The Prambanan's architecture show carvings which depicts the tale of the legendary Ramayana. Thus, most of the temple visitors tend to take interest in the Ramayana Ballet performance, which is held in the Prambanan Temple Tourist Complex that overlooks the back view of the Prambanan. The spacious stage is designed with a mimic of the Hindu architecture as well as the Shiva temple as an almost perfect backdrop. The Ramayana tale has been a popular story-telling favourite that has been passed down from generations. The story revolves around the love between Dewi Shinta and Rama Wijaya that was conflicted with the evil forces of Rahwana who wanted to break the relationship. Rahwana's evil intentions brought upon a range of other misfortunes between various characthers like Jatayu, Hanoman and Subali. These chronological events are presented on stage by the performers through a collaboration of drama (role characterizations), dance (delicate and refined body movements) and music (gamelan) choreographies.

Ramayana Ballet stage with a view of the Prambanan temple

The Monash team was fortunate enough to gain a special access to the backstage which had allowed a preview to the preparation process by some of the performers. Entering the room filled with women who were busy putting on make-up was certainly intimidating for a non-formal interview session. Nevertheless, a few of them had managed to share their pride in being a part of the Ramayana performing crew. Apparently, most of the dancers are usually spotted for their talent from Sekolah Menengah Karawitan as well as the Institute Seni Indonesia (ISI) by the director. Some of them expressed that when they are on stage, they want to satisfy the audience by giving their best performance because it is a way of introducing their theatre culture to the people. This motivation perpetuates them to participate in workshops during the day, whereby they attempt to teach interested individuals the art of the Ramayana dance. What was interesting about these experienced performers was that they've reached a point where they don't necessarily need rehearsals. All they have to do is to come in and prepare themselves into their costumes before show time.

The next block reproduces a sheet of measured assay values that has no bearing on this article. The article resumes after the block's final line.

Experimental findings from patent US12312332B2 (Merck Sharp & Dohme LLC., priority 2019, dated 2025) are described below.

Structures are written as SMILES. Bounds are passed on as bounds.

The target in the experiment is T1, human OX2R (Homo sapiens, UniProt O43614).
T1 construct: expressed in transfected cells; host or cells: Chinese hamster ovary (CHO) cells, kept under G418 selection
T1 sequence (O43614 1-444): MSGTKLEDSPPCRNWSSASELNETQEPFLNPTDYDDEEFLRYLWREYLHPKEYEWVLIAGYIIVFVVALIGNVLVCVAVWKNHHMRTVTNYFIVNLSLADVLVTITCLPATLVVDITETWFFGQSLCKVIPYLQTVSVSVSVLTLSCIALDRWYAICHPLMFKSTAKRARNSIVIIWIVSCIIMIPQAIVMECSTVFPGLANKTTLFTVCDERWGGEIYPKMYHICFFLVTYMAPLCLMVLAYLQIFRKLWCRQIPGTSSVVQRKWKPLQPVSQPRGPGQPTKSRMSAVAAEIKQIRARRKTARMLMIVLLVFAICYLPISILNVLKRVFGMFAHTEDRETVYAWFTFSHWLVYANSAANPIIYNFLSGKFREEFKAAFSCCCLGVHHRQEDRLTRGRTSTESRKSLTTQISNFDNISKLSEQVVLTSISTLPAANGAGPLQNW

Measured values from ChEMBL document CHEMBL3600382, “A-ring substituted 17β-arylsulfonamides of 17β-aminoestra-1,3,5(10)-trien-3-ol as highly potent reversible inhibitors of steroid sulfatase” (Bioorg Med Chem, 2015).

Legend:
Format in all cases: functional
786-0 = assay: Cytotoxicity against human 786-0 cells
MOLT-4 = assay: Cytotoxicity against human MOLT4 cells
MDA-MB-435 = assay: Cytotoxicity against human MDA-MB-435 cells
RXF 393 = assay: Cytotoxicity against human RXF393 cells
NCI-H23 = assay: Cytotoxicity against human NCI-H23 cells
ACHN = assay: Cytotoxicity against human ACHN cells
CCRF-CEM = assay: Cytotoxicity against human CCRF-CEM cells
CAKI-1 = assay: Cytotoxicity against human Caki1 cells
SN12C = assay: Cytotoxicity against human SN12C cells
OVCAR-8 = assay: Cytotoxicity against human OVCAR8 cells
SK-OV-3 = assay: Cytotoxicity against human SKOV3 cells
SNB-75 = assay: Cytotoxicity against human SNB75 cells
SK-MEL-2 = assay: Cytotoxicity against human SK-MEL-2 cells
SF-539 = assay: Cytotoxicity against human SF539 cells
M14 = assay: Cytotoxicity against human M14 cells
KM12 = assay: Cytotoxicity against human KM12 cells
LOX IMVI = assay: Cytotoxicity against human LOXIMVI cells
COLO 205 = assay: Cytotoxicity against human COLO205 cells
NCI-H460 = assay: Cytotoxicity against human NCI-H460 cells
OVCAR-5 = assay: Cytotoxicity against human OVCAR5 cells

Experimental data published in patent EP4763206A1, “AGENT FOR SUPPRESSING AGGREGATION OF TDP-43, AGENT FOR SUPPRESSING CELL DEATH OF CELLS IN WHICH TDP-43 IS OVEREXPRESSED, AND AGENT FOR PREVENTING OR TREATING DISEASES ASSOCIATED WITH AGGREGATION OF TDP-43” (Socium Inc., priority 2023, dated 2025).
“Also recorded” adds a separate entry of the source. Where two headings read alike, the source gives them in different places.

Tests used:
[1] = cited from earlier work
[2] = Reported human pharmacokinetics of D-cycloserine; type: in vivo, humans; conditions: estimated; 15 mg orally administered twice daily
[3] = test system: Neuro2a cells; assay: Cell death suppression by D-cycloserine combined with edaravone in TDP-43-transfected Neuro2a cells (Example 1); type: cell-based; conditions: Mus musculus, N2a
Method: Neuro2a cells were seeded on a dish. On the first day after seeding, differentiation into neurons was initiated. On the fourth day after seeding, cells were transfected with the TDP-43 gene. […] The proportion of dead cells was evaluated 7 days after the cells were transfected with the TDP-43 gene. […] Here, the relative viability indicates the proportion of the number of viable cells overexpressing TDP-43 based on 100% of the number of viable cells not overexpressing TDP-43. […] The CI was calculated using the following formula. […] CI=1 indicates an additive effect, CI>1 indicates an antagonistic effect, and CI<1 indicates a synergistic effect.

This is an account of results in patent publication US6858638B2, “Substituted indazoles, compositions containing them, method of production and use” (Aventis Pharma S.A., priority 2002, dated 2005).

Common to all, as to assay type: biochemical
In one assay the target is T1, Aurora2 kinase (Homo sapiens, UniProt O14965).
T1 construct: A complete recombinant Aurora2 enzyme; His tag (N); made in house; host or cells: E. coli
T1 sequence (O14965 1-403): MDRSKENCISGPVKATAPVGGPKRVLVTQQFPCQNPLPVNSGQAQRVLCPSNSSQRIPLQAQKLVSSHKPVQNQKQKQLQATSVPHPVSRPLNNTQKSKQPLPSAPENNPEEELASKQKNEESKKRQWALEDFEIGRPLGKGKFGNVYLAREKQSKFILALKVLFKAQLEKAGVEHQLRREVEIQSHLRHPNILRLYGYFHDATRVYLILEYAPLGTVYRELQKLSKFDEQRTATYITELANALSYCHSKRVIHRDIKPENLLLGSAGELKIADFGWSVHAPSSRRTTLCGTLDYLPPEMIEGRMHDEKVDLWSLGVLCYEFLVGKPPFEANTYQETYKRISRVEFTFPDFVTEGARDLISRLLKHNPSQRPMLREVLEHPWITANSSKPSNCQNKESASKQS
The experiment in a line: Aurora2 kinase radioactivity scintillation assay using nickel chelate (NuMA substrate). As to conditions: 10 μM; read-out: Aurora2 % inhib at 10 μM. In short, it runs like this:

Performers in the first part of the ballet

It is no suprise that the Javanese culture takes honour in the beautiful Ramayana show. The grand performance has an unspoken effect on its audience, especially when the Prambanan Temple is visible from a distance. Though the show may be an elaborated and an expensive one, it is simply one of those investment that is worthwhile. The combination of the Prambanan sightseeing through the day and the Ramayana during the night provides a complete experience into the Javanese art and culture that mirrors the essence of Hinduism.

*View more pictures of the day from our photo album

WRITER'S PROFILE: Rachel Lai is a Malaysian currently pursuing her FINAL year in Bachelor of Arts (majoring in International Studies and Communications) in Monash University Malaysia. A passionate day-dreamer addicted to exploration, she believes that there is nothing in this world that should stop us from fulfilling our dreams.